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    How Will Millennials Pay for Sex?

    Written by

    Lux Alptraum

    It’s no secret that millennials are abandoning the open web, swapping blogs and news sites for Facebook and OkCupid for Tinder. So what’s going to happen to escorting, an industry that has thrived on the open web—and can’t readily adapt to the walled garden of app stores? Will millennials abandon the world’s oldest profession, or is there a way to move escorting into the app-enabled future?

    Ohlala, a German app that launched in New York a few months ago, isn’t technically an escort service (the front page copy explicitly notes that “escorts are not welcome”). But it is an app that offers “instant paid dating,” a buzzwordy way of describing a situation where men can pay money to secure dates with women in their general vicinity—which, let’s be real, pretty much amounts to the same thing as sex work, and definitely places the service in the same sort of legal grey area that an escorting app might land in.

    According to Engadget, the service facilitated 10,000 dates in its first month, though that was before payment was enabled. But it will likely face an uphill battle as it strives to take off. Will Tinder users really be eager to switch to a transactional system? Will escorts and their clients have any interest in employing the service (which, it should be noted, requires face shots and bans nudity)? Is there some secret market for “paid dating” that exists outside of these known groups?

    So far, the answer seems to be “no.” When I logged in, I never saw more than one or two date offers at a time, none of which seemed particularly compelling (though this could be because I was checking the app during work hours, which, truth be told, probably isn’t the hottest time for paid dating requests).

    Simple enough, right? Image: Ohlala

    It’s not hard to see why this might be. The rationale behind sexless paid dating (namely, that payment reduces flakiness) has always rung false. Whatever issues men have with flakey Tinder dates, it hardly seems like something worth paying several hundred dollars to remedy. As an escorting app, Ohlala falls flat. Beyond geolocation and in-app payment, it doesn’t really offer major benefits to service providers, and its shortcomings (inability to properly advertise, insistence on face shots, assumption that sex workers want to be available instantly) are pretty notable.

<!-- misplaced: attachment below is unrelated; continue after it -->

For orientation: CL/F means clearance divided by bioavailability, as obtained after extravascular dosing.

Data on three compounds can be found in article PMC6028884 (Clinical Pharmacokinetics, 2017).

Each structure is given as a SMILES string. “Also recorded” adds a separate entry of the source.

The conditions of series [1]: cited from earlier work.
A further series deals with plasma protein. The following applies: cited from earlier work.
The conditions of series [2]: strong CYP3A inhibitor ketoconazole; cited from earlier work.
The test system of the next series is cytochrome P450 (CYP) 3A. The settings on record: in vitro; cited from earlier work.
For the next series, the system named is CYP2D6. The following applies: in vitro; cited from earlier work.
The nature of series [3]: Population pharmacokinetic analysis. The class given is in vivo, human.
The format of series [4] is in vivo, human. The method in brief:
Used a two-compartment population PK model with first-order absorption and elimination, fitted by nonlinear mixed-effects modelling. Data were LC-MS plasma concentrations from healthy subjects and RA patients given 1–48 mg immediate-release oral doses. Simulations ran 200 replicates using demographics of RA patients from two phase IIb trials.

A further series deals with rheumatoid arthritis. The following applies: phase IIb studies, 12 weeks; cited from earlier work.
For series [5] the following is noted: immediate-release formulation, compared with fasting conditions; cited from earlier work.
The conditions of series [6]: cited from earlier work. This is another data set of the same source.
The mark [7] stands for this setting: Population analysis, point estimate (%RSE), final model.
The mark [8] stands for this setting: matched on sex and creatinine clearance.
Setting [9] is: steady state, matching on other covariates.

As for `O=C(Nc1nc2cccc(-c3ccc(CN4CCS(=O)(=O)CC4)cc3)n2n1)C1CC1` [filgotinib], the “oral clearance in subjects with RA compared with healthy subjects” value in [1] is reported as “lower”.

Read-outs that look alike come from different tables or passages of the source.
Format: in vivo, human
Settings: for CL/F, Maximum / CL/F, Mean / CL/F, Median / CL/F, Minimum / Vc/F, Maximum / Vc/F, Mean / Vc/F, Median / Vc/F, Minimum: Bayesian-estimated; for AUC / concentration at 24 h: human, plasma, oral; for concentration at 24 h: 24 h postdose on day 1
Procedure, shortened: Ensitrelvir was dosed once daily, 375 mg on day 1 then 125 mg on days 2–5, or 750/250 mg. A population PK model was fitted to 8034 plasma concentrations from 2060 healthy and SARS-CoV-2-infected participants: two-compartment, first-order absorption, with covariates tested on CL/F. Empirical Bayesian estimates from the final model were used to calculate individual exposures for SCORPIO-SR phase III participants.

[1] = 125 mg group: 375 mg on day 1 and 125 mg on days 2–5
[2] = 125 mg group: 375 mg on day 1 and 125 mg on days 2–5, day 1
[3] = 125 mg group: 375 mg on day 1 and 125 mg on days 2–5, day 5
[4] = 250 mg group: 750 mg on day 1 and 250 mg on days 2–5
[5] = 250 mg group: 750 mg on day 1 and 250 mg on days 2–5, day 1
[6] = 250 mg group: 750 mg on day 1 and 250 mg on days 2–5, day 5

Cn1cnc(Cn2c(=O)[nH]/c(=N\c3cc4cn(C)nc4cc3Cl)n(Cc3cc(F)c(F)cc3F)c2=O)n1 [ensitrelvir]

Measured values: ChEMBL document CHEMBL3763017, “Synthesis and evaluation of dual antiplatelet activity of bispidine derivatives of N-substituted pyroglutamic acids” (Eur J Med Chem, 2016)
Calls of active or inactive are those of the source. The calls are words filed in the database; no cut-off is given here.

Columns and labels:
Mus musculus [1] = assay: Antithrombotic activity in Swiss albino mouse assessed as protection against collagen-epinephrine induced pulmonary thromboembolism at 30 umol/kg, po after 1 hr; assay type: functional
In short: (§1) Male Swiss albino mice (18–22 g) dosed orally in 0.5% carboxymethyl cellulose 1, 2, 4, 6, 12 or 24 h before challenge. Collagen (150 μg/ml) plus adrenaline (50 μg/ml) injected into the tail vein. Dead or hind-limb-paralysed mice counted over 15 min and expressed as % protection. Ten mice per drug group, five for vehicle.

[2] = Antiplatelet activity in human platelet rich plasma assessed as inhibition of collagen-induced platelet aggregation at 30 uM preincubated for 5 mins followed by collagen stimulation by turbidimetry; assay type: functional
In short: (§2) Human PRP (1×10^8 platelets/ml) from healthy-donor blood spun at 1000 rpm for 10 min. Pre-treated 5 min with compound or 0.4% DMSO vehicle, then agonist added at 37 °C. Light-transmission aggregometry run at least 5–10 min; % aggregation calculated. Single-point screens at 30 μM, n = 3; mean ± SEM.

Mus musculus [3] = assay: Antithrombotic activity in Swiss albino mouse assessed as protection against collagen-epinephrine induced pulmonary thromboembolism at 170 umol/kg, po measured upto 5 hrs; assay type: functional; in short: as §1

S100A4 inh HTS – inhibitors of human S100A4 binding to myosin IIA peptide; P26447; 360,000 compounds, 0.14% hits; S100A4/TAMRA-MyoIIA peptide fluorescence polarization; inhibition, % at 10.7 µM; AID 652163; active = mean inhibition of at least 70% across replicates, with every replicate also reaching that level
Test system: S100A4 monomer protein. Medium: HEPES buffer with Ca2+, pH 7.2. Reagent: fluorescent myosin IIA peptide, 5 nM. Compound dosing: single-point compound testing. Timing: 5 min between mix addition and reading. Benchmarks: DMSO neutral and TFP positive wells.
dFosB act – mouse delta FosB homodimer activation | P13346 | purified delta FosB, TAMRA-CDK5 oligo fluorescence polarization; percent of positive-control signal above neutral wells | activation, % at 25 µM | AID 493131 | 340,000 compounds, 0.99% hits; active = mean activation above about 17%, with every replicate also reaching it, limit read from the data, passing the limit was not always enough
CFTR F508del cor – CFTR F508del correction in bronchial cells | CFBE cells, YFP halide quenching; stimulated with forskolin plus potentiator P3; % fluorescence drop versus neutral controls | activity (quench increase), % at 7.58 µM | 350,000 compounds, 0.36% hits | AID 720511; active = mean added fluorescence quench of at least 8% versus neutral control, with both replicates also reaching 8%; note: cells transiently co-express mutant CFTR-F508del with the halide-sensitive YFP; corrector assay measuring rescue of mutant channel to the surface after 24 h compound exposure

But the success or failure of Ohlala itself isn’t quite the point. Even if the service fails to become the established route for millennials looking to pay for sex (sorry, instant dating), it’s still laying important groundwork for what a mobile driven escorting app might look like, and how it might work.

    Hookups brings a potential for emotional messiness and mismatched expectations that truly transactional sex work neatly avoids.

    Because here’s the thing: even with the rise of Tinder, and readily available casual sex, escorting isn’t likely to go anywhere. Sex work isn’t solely about paying for sexual experiences; it’s about paying for a clearly defined relationship where the boundaries and expectations are out on the table.

    Articles about the “dating apocalypse” supposedly fueled by Tinder and the like offer an argument for the continued appeal of escorting. Though hookup culture superficially achieves the same goal, at least on the demand side, it brings with it a potential for emotional messiness and mismatched expectations that truly transactional sex work neatly avoids.

    So for those looking to follow in Ohlala’s footsteps, here are a few notes. One of the key factors that allows for Ohlala’s existence? It’s a web app, accessible through your phone’s browser, and thus a platform that completely bypasses any prudish (or legally cautious) censors in anyone’s app store.

    Ohlala’s not the first XXX app to use this strategy (in fact, it’s a reason why mobile browsers are essential for sex tech innovation). But it is one of the few to garner this much press, and it could be a service that helps to legitimize the web app, which, thus far, hasn’t had that great a rep.

    That said, there’s lots of room for improvement. Although the “on demand” aspect might seem like a great idea, it doesn’t vibe with how many independent escorts work, especially when they’re seeing new clients. The app would also benefit from a feature that enables escorts to verify the identities of their clients. If there’s any hope of a literal Uber for escorting, this feature would be a must.

    And, of course, actively working for decriminalization would help as well. Because as long as sex work is forced to remain in the dark, technical innovation that enables, improves, and increases safety in the industry is going to be hampered.